Archive for the ‘Rock Studio’ Category

Against Me! – New Wave Review

Posted: April 28, 2019 by kingcrimsonprog in Music Reviews, Rock, Rock Studio

2007’s New Wave is the fourth full-length studio album by Florida Punk band Against Me! It was produced by Butch Vig (Nirvana, Sonic Youth, Smashing Pumpkins, AFI), and saw the band get both a huge boost in audience and a huge backlash from their early fans. The story of it is really interesting, and I’d recommend reading their singer Laura Jane Grace’s autobiography, ‘’Tranny.’’

I haven’t been with the band since the beginning, in fact, I read the aforementioned autobiography first based upon reputation alone and worked backwards, so I am completely immune to all this backlash, and to my ears, this album is not only a stone cold, unarguable classic but also, in the short time I have had with it, one of my absolute favourite albums I have heard by any band, no caveats. That is huge praise from me, becuase I usually have a thousand caveats to every recomendation and like to catagorise things to death.

The lyrics are absolutely phenomenal. So clever, biting, insightful, and interesting …not to mention catchy) and are such a good mixture of personal, political and punk. There are pre-coming out lyrics about the conflicted feelings about identity, there are Bush era political lyrics about America’s place in the world and there are punk perspective lyrics about the music industry. Regardless of what they’re about, the way they’re written, the way they flow and are delivered is just fantastic.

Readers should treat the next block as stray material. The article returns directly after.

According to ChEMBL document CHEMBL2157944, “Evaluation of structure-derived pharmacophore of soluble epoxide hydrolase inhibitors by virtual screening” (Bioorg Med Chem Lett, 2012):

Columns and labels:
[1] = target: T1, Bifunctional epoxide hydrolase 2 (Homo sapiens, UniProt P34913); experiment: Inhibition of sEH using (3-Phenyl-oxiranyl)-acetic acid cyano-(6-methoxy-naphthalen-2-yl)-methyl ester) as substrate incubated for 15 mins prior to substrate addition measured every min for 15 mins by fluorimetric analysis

Then there’s the songs; from the ramshackle punk road trip feel of ‘’Americans Abroad’’ to the almost Franz Ferdinand vibes of the insanely catchy ‘’Up The Cuts’’ to the trippy and loose ‘’The Ocean’’ there is a real diverse range of style explored. The quality of the songs is outstanding, each setting out to do something different and each absolutely nailing it.

I don’t know if it is the passion, the production or the way they were penned, but almost every song on this is an absolute 10/10.  The album feels more like a greatest hits compilation than a single album. ‘’White People For Peace’’ is so explosive, ‘’Piss And Vinegar’’ is so fun and danceable, and the famous ‘’Thrash Unreal’’ is so emotional (especially in hindsight after its unintentional sister song ‘’Because Of The Shame’’ was released).

I am no writer, so I have a very limited way of recommending this album that really doesn’t do it justice. Masterpiece, Classic, Genius, these words all seem too generic and inaccurate to describe how good this record is and how highly I’d recommend it to you, (”but I just can’t help but think that there’s comparison.”) I wouldn’t even do a ”for fans of…’ becuase I just purely recomend it to everyone. No caveats.